Choosing the right material for the job

Material properties are a fundamental consideration in product design.

Alright, Christmas had been and gone, the dense fruit cake is nothing but a distant memory and the occasional twinge of indigestion, and last thing you probably want to see now is yet another Christmas tree.  Especially, since you’re probably still struggling to remove pine needles off your carpet.  This post, however, is less about the joy of giving/overeating/tree decorating/believing in Santa/holidays.  None of those, in fact.  The tree is merely an example of how to decide which material is most suitable for the job at hand.  In this case, the job at hand is making a small decorative Xmas tree that can double up as a jewellery tree.

Constraints:

  • smallish in size for economical production
  • flatpacking but free-standing
  • easy to assemble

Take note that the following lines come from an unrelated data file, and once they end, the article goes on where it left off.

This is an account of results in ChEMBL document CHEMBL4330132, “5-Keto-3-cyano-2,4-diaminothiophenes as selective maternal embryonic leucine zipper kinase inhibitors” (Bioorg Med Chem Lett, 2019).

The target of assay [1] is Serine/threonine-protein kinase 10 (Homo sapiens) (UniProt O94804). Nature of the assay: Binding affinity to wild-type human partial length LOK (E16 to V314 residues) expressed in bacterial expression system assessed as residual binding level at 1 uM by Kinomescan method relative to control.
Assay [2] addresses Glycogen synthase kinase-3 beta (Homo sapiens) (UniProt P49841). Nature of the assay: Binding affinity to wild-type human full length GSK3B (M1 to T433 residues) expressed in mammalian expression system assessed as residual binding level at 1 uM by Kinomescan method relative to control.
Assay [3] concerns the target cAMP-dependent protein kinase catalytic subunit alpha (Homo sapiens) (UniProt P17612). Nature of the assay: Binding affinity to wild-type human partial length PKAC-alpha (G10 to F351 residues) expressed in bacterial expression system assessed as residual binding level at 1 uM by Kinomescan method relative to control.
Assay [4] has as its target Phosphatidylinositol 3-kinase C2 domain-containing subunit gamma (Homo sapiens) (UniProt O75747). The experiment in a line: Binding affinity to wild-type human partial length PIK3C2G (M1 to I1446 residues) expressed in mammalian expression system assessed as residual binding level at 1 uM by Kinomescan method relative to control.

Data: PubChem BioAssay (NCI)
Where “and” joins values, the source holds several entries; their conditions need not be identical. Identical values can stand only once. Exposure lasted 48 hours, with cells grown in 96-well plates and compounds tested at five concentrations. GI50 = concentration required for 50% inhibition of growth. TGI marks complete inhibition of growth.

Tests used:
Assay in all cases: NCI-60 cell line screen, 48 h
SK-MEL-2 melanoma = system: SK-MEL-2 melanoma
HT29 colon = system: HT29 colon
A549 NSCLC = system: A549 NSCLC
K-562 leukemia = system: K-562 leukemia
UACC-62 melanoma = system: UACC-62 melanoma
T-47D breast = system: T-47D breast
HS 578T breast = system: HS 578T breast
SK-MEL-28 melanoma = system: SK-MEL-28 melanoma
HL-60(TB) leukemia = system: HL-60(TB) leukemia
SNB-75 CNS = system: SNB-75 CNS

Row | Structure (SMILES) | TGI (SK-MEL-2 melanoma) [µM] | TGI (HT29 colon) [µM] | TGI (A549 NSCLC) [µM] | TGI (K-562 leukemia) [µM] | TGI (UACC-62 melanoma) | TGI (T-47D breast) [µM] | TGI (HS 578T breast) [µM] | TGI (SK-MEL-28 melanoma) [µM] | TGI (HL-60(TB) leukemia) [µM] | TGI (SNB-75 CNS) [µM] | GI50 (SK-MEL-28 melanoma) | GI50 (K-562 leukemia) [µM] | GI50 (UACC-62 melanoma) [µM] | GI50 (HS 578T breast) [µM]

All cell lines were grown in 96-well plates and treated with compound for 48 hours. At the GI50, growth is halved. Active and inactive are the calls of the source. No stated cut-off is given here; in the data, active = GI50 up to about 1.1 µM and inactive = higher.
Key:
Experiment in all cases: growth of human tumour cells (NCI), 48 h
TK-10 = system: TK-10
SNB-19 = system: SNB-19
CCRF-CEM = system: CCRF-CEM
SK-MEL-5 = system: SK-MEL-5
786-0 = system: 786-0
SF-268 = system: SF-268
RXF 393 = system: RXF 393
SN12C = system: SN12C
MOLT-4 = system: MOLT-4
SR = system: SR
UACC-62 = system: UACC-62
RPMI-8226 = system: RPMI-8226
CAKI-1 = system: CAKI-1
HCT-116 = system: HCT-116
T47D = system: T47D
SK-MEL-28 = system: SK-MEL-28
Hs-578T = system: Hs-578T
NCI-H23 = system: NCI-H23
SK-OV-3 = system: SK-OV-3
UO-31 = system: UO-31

• durable
  • engraved logo/branding (in case I forget that I designed it)
Material Pros Cons
1mm styrene Engraves well Poor edge quality in detail

Breaks easily

3mm acrylic Engraves well

Many colour options

No need for locating tabs

Detail is fragile
0.8mm polypropylene Very light

Durable

Some colour options

Doesn’t engrave well

Nodes/locating tabs are needed to keep top of the tree together and securely position the tree on the base

Styrene examples with added nodes/locating tabs. All the thin branches broke off very quickly

Polyprop is a clear winner here, and the engraving issue is easily resolved by engraving the acrylic base, rather than the tree itself.

Engraving on styrene tree and on the acrylic base for the polyprop tree

Final polyprop tree as well as acrylic examples. Acrylic is fine if it's not to be handled

Of course, experimenting with all the different materials can get expensive, so it’s always a good idea to check a material’s properties in the catalogue and press the ASK button if you still have questions.

Note: some of the “flawed” examples were produced deliberately to illustrate a point, as opposed to being poorly considered to illustrate my incompetence as a designer.

You may also be interested in the following related posts:

10 simple steps to make and sell your custom product

How to make snug joints in acrylic

How to create snug fitting for your 3D products

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